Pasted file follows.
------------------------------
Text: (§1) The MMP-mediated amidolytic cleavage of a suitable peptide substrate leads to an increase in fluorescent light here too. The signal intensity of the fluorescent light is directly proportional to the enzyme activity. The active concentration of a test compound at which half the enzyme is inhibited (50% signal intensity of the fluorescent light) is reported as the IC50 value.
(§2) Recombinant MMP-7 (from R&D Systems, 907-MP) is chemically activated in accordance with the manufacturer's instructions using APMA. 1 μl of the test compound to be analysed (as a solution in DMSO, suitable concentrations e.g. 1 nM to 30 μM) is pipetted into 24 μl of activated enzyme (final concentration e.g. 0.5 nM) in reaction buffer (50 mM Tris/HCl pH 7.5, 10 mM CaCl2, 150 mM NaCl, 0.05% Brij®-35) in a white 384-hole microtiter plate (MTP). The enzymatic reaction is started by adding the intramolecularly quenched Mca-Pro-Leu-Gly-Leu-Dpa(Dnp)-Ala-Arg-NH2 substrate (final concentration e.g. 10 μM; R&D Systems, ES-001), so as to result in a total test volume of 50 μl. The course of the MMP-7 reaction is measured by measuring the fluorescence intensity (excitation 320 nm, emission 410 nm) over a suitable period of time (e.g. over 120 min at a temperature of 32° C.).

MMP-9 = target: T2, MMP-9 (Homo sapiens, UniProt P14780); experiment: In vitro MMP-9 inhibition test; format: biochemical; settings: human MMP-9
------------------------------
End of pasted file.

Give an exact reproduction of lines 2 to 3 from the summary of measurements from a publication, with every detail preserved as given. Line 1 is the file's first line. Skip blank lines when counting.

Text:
(§2) Recombinant MMP-7 (from R&D Systems, 907-MP) is chemically activated in accordance with the manufacturer's instructions using APMA. 1 μl of the test compound to be analysed (as a solution in DMSO, suitable concentrations e.g. 1 nM to 30 μM) is pipetted into 24 μl of activated enzyme (final concentration e.g. 0.5 nM) in reaction buffer (50 mM Tris/HCl pH 7.5, 10 mM CaCl2, 150 mM NaCl, 0.05% Brij®-35) in a white 384-hole microtiter plate (MTP). The enzymatic reaction is started by adding the intramolecularly quenched Mca-Pro-Leu-Gly-Leu-Dpa(Dnp)-Ala-Arg-NH2 substrate (final concentration e.g. 10 μM; R&D Systems, ES-001), so as to result in a total test volume of 50 μl. The course of the MMP-7 reaction is measured by measuring the fluorescence intensity (excitation 320 nm, emission 410 nm) over a suitable period of time (e.g. over 120 min at a temperature of 32° C.).

MMP-9 = target: T2, MMP-9 (Homo sapiens, UniProt P14780); experiment: In vitro MMP-9 inhibition test; format: biochemical; settings: human MMP-9